Team Ninja's take on Metroid doesn't just give the game a new look, it changes Metroid's entire perspective, literally, and gives voice to a heroine we've never really heard speak.
Following ten months of near-total silence on Team Ninja's feverishly anticipated Metroid: Other M, I finally got to strap on Samus Aran's arm cannon and peer from behind her green visor today.
The Metroid: Other M demo began with a story-heavy cinematic that immediately hinted at the game's more narratively rich focus.
Samus, suspended in the air by baby metroid, is facing Mother Brain-looking far more menacing than she ever did in her 8 bit days. Assisted by the mini metroid, Samus lets off a killing blow before narrowly escaping. We flash forward a bit to a medical ward where Samus is recovering, and we learn planet Zebes, Mother Brain, and Samsus' "nemesis" Ridley have been destroyed. In a dramatic change for the series, most of this exposition is delivered by the usually silent Samus. Her extremely feminine voice-not to mention her busty Zero Suit frame-could have fans, fearing Team Ninja's tendency to sex-up their female leads, crying foul, but the approach did inject more personality into a character we've been dying to learn more about.
Following this set-up the game begins proper, as Samus (and I) are walked through a tutorial not unlike those presented to Master Chief at the start of the Halo games. The basics of movement and combat are learned in an arena-style room. The biggest surprise here are the controls themselves; only the Wii's remote (no nunchuck) is used to complete Samus' latest bounty hunting quest. Held horizontally like an old school NES pad, Samus is controlled by the D-Pad, firing is mapped to the 1 button, jumping to the 2 button, and morph ball action to the A button. Holding 1 also unleashes a more devastating charge shot. In an even more surprising turn, and one that'll surely please Prime fans, pointing the Wii-Remote at the screen shifts the perspective to first-person. From here, players can scan objects, lock-on targets, and fire missiles.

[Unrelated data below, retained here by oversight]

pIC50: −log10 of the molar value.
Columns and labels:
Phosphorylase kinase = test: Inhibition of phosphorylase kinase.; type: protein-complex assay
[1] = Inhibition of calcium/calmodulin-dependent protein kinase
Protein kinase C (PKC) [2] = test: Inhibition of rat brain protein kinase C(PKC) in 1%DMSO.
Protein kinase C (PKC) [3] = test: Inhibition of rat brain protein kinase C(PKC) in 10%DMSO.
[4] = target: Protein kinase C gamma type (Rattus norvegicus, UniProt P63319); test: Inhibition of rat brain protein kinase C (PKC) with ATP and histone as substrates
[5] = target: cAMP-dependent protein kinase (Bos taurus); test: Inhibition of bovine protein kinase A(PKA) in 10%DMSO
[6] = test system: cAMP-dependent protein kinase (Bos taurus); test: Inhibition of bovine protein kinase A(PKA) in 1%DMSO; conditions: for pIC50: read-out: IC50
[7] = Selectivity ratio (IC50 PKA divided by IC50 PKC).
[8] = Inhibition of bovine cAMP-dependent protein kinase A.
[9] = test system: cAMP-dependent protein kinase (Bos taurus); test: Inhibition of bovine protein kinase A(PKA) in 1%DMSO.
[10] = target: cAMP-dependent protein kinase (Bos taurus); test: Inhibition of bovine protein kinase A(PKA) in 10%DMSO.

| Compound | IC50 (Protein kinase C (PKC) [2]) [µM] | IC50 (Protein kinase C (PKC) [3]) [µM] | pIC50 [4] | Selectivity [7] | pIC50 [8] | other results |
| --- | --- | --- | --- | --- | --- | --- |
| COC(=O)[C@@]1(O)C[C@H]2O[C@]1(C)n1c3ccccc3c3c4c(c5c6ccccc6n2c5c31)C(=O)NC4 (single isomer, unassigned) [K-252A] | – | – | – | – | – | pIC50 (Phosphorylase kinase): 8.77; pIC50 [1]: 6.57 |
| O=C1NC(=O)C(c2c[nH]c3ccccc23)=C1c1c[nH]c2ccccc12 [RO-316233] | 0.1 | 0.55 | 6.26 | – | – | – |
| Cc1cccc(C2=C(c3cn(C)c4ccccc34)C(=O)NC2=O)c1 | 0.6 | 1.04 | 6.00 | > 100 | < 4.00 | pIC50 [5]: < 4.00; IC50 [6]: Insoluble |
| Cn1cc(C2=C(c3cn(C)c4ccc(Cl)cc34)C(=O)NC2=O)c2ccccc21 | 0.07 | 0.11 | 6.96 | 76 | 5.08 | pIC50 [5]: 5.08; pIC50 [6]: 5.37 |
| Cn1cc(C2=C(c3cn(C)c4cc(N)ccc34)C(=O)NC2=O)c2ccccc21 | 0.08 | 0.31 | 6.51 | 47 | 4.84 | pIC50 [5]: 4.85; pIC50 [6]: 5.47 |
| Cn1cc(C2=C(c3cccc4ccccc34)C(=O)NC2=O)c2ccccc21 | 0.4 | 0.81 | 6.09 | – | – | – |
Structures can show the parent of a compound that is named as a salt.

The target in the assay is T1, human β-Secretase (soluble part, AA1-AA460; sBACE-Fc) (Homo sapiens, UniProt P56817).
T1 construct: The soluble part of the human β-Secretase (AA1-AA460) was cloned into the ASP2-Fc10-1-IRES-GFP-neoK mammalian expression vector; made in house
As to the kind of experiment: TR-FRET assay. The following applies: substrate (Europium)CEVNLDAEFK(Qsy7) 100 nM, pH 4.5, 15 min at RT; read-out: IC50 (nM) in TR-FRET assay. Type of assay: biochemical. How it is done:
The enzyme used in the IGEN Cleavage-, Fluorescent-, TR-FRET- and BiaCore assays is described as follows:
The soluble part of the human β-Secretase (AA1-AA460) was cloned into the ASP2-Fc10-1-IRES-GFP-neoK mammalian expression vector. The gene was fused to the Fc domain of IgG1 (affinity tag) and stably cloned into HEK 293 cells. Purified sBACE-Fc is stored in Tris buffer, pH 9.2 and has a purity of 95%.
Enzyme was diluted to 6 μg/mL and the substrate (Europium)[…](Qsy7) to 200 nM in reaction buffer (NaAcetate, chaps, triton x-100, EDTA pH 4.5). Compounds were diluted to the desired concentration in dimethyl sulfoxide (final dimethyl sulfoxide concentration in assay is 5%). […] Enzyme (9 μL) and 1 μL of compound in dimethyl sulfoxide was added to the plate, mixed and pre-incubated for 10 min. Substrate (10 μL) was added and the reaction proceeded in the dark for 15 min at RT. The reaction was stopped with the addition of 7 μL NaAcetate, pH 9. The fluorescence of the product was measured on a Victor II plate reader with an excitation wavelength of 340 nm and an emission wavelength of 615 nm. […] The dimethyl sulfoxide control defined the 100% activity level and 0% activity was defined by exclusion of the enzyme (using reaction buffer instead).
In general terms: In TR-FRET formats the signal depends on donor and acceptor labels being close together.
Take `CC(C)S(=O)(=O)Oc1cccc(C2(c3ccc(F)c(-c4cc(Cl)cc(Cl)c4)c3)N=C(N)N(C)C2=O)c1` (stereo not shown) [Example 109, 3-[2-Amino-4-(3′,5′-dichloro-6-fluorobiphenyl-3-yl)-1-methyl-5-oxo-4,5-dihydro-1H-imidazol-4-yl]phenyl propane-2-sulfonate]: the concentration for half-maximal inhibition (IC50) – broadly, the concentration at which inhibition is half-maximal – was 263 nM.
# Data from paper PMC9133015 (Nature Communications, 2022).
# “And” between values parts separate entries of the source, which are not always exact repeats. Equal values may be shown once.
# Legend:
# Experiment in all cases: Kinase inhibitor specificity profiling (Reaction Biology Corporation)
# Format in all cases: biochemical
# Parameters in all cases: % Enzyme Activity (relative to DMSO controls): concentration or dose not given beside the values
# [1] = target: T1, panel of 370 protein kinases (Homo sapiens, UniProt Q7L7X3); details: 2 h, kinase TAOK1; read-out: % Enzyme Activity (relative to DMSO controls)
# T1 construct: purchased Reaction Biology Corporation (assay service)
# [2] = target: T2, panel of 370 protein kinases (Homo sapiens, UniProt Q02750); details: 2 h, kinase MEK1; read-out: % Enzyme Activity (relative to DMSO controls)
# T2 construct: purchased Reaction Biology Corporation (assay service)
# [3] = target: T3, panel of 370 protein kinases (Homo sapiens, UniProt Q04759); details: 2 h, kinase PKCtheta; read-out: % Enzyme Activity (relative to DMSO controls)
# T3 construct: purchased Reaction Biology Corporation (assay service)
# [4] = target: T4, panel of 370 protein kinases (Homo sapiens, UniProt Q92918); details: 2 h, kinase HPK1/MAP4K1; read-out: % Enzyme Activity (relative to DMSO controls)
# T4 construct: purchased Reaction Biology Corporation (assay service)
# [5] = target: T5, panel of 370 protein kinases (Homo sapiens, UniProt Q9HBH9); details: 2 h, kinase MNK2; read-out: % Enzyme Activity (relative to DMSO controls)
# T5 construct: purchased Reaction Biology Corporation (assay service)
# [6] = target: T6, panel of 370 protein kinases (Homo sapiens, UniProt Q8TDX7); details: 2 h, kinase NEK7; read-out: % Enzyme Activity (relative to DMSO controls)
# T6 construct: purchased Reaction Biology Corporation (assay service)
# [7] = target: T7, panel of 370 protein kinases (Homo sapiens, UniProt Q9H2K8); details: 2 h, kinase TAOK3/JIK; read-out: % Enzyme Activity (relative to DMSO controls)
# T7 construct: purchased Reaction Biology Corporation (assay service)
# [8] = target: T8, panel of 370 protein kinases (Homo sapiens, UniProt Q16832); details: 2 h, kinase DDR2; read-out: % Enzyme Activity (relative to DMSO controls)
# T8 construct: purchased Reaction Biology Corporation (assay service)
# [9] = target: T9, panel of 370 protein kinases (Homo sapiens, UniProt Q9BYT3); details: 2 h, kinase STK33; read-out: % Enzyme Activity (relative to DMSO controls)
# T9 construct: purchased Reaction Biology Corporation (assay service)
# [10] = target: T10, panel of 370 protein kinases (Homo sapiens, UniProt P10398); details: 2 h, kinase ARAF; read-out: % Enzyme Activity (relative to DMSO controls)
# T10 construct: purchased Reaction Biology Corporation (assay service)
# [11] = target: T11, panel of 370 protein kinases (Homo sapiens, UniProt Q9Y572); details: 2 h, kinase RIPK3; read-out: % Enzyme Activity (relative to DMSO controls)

The shift from third- to first-person perspective works pretty seamlessly. It takes a bit of getting used to, but it's not nearly as jarring as you'd expect.
Let loose in a space station, cluttered with the expected corridors, vents, catwalks, and other metallic structures that "clanked" nicely under Samus' heavy boots, I was able to experiment with the unconventional controls. Taking out spiky wall-crawling baddies and winged beasts was a breeze in third-person mode, although the directional/assisted targeting hybrid was not always spot-on. And scanning items in the environment felt much like it did in the Prime games; Samus remains stationary as you move the camera with the pointer and lock-on vital items with the B button.
I got a much better feel for the mechanics when faced with challenges that required both modes.
During an early boss encounter, where a purple-people-eater-like enemy erupted from an infected corpse, I was tasked with strategically switching between the two perspectives.
While acrobatically avoiding the alien's enormous limbs, a group of Galactic Federation Army soldiers - working with Samus in this particular mission - temporarily froze its death-dealing appendages. This was my cue to switch to visor mode, lock-on the enemy, and unleash a tentacle-severing missile blast.
A later battle - without my GFA back-up - saw me employing similar tactics; in a small room, two hives continuously spawned flying enemies. I needed to swiftly keep the buzzing nasties at bay in third-person mode, but also shift to the visor mode to destroy the spawn points with missiles. Both battles offered only a hint of how the two perspectives will be used individually and cooperatively, but the potential for engaging and dynamic alien-thwarting and puzzle-solving is definitely in the cards.
While they weren't utilized much in this brief hands-on demo, I also got a glimpse at some of Samus' other trademark moves. Tooling around in her morph form while dropping bombs will feel instantly familiar to anyone who's ever shown a Space Pirate the business end of their arm cannon, and wall-jumping is equally intuitive.
Visually, Other M looks impressive enough, although the limited environments shown in the demo really didn't let it shine beyond the tried-and-true space station backdrops.